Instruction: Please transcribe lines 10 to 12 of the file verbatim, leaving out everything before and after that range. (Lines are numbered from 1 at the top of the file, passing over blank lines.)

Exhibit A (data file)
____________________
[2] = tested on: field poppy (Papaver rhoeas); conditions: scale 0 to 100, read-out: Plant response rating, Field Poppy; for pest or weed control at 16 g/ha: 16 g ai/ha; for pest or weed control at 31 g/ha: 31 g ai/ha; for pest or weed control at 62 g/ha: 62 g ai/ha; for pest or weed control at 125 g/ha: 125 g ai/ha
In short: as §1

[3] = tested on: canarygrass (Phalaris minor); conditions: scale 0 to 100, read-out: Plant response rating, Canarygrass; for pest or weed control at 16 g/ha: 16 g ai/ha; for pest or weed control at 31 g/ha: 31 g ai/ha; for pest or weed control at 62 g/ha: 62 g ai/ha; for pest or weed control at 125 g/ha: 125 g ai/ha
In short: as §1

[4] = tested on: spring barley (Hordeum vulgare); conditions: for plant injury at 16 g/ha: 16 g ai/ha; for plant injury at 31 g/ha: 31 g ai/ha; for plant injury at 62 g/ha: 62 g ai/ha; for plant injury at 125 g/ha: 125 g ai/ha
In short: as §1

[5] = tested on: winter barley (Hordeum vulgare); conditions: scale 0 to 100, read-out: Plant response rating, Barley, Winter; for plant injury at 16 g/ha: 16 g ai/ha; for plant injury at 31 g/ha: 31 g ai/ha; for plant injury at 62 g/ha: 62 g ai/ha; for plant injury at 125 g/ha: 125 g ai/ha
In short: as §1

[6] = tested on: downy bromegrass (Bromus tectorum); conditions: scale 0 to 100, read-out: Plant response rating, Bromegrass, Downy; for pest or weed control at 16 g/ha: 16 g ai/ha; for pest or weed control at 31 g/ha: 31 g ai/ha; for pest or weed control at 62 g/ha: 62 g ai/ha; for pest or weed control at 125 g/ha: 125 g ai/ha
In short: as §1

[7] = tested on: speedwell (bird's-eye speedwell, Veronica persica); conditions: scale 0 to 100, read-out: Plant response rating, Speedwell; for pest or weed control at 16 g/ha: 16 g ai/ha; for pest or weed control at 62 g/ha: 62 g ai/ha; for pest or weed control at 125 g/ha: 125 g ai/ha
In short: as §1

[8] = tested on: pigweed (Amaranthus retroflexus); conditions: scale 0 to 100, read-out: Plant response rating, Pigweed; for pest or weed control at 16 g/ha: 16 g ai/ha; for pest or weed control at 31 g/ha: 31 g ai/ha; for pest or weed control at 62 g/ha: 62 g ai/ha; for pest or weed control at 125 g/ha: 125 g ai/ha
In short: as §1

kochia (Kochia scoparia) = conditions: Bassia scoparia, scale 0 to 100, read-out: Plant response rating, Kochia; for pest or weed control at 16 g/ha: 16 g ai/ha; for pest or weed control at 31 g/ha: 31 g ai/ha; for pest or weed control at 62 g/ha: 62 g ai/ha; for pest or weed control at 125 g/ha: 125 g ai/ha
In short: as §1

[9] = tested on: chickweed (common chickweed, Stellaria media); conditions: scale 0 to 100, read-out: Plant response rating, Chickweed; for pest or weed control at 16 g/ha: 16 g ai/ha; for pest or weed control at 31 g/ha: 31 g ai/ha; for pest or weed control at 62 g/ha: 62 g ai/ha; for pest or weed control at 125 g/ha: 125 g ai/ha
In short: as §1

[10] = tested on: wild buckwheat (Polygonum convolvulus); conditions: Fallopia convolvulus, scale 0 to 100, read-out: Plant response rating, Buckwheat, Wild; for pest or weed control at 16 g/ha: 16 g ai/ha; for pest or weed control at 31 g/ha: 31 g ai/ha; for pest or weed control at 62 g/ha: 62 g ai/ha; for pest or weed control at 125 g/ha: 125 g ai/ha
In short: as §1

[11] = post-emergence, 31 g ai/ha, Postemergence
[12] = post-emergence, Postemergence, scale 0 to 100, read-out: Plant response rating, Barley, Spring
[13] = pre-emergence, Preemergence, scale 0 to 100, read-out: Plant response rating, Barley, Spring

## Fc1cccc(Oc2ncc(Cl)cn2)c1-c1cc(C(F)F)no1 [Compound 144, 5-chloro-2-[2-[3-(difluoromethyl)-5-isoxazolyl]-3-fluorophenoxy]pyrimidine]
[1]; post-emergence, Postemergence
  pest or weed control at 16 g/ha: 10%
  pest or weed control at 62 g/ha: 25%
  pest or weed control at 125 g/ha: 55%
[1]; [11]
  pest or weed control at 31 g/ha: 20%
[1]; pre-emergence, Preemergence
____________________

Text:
In short: as §1

[7] = tested on: speedwell (bird's-eye speedwell, Veronica persica); conditions: scale 0 to 100, read-out: Plant response rating, Speedwell; for pest or weed control at 16 g/ha: 16 g ai/ha; for pest or weed control at 62 g/ha: 62 g ai/ha; for pest or weed control at 125 g/ha: 125 g ai/ha
In short: as §1